Empyrea: Original Home of Demi-Humans

Quest for the lost city of Empyrea in Frank Mentzer's Aquaria Setting.
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Havard
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Empyrea: Original Home of Demi-Humans

Post by Havard » Sun Oct 08, 2017 12:14 pm

Frank recently added some more detail to the setting on his Kickstarter page and here is one thing that I picked up on:
History: This continent is the original home of all demi-humans, who know how to get along with each other and with nature. Humans arrived, tried to conquer the place, but were forced to compromise because they didn’t have an edge. Their realm, Empyrea, has evolved for 3 centuries. Their kings followed a three-prong strategy of cooperation: Minimize technology, promote magic (obeying the gods), Work with nature and the planet for long-term stability and health, and Support knowledge, the arts, and quality of life; avoid misuse of wealth and power.
And:
People: The dwur claim the land below, but most dislike sunlight, so noniz handle their surface business. The olve claim the woodlands, and many hobniz are in the gourmet trade near towns. Other ‘niz (brownies and sprites and many more) are about, as are the Others, various odd monstrous races and variations.
The idea that the continent of Aquaria is the original home of Demi-Humans and that all humans are relative newcomers to the continent is a an interesting premise to the setting and something I dont think I have seen in many other settings. I wonder if this could be used to enhance the feel of Empyrea being a different setting compared to the other D&D worlds out there.

It is also interesting that Frank uses the Gygaxian terminology for the demi human races:
Dwur = Dwarves
Noniz = Gnomes
Hobniz = Halflings/Hobbits
Olve = Elves

I guess this reflects the Greyhawk origins of the setting. I suppose those terms aren't copyrighted?

Anyway, I like that the humans have had a hard time establishing their empire on the continent over 300 years. It seems that the decision to keep technology to a minimum in order to please the Gods has been one of the necessary decisions in order to keep Empyrea successful? I wonder if that is because they depend so strongly on the good will of the Gods or if dabbling too much in tech would also offend the demi-humans. If so, are Dwur and Noniz also opposed to Tek?

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Re: Empyrea: Original Home of Demi-Humans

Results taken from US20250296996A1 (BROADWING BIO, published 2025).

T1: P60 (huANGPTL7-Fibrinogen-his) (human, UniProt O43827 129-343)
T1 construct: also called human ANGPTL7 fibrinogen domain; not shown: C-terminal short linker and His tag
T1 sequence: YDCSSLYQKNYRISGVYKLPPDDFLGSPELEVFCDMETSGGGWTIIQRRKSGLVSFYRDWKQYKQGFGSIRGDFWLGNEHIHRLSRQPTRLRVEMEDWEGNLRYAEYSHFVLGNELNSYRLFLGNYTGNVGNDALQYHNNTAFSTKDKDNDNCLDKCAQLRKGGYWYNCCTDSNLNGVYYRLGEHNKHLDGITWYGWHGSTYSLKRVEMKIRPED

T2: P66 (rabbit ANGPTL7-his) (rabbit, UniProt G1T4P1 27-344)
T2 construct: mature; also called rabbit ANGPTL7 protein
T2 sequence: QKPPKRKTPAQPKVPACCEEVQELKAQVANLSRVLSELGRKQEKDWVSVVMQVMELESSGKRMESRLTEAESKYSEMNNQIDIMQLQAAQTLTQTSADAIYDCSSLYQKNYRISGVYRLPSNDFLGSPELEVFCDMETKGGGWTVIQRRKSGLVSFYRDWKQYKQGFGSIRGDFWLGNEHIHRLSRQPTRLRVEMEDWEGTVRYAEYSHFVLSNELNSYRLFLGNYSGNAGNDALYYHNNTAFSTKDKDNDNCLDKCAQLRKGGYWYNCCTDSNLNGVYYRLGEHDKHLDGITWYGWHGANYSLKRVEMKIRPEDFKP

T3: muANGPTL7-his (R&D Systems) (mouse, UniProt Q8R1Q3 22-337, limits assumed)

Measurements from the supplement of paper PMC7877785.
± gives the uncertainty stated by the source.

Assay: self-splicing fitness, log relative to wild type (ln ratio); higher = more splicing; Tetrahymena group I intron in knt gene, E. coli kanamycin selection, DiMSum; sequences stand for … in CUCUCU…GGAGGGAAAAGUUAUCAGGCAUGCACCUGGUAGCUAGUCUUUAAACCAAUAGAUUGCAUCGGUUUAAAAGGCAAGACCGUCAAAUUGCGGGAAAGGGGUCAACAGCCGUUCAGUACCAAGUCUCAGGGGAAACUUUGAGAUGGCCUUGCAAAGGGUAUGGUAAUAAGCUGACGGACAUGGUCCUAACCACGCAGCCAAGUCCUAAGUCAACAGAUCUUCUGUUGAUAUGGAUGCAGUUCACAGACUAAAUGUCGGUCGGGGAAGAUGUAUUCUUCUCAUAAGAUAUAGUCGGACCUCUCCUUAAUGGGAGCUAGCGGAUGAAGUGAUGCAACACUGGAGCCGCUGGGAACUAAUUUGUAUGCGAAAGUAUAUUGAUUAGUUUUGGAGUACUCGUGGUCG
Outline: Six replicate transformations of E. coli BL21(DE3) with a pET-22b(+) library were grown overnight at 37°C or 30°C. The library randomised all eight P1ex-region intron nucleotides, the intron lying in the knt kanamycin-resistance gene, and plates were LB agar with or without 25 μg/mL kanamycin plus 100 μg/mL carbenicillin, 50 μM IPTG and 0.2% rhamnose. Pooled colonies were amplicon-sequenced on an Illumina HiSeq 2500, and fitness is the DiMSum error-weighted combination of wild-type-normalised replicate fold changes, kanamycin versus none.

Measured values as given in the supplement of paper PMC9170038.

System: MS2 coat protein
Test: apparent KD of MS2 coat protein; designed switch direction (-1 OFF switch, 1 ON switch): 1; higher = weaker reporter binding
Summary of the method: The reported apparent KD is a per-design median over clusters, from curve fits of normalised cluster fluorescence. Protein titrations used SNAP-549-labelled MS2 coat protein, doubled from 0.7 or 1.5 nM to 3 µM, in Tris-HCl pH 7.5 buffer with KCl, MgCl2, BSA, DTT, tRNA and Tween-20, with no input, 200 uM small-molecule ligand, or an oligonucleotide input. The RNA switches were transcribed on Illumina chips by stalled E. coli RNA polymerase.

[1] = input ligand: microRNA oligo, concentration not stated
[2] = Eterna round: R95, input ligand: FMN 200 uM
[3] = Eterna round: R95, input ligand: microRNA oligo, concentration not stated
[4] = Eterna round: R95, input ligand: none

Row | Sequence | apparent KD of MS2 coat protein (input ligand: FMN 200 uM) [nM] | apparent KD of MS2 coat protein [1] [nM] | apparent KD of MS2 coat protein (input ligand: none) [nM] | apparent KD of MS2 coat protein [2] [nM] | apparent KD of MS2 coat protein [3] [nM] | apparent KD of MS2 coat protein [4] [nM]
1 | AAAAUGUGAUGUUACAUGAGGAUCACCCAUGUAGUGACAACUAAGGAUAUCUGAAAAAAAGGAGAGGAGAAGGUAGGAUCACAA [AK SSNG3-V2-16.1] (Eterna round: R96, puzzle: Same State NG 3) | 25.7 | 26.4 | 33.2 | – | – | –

Post by ExTSR » Sun Oct 08, 2017 3:02 pm

Havard wrote:humans have had a hard time establishing their empire on the continent over 300 years
Humanocentrism. It's at the heart of 1e of course. The hobby was new, and with no experience, it was as hard to play an elf as a 3-legged alien. Gary wanted you to identify with characters; odd was fine, weird was hard.

We evolved. :) Now we have experience at playing almost everything, even sentient objects.

The human realm of Empyrea is surrounded by others... demihumans, monsters, and much more. The humans had to compromise, and are very much aware of their borders, the limits of their tenuous safety.
the decision to keep technology to a minimum in order to please the Gods has been one of the necessary decisions in order to keep Empyrea successful? I wonder if that is because they depend so strongly on the good will of the Gods or if dabbling too much in tech would also offend the demi-humans. If so, are Dwur and Noniz also opposed to Tek?
The core premise is that all sentient specie modify their environment to some extent, but humans do it hastily. They lack foresight and context. They focus on what they want and destroy everything that gets in their way. The ancient demi-human races, by contrast, are less egoistic. They know how to create a win-win-win situation for themselves, other life forms, and the planet itself. The planet told them how (through druids). They've been doing this for 5,000 years; the humans (at 300+) are still learning, still adapting.

Intelligent tech remains in balance with the environment. Stupid Tech is a disease arising from pride (hubris) and arrogance.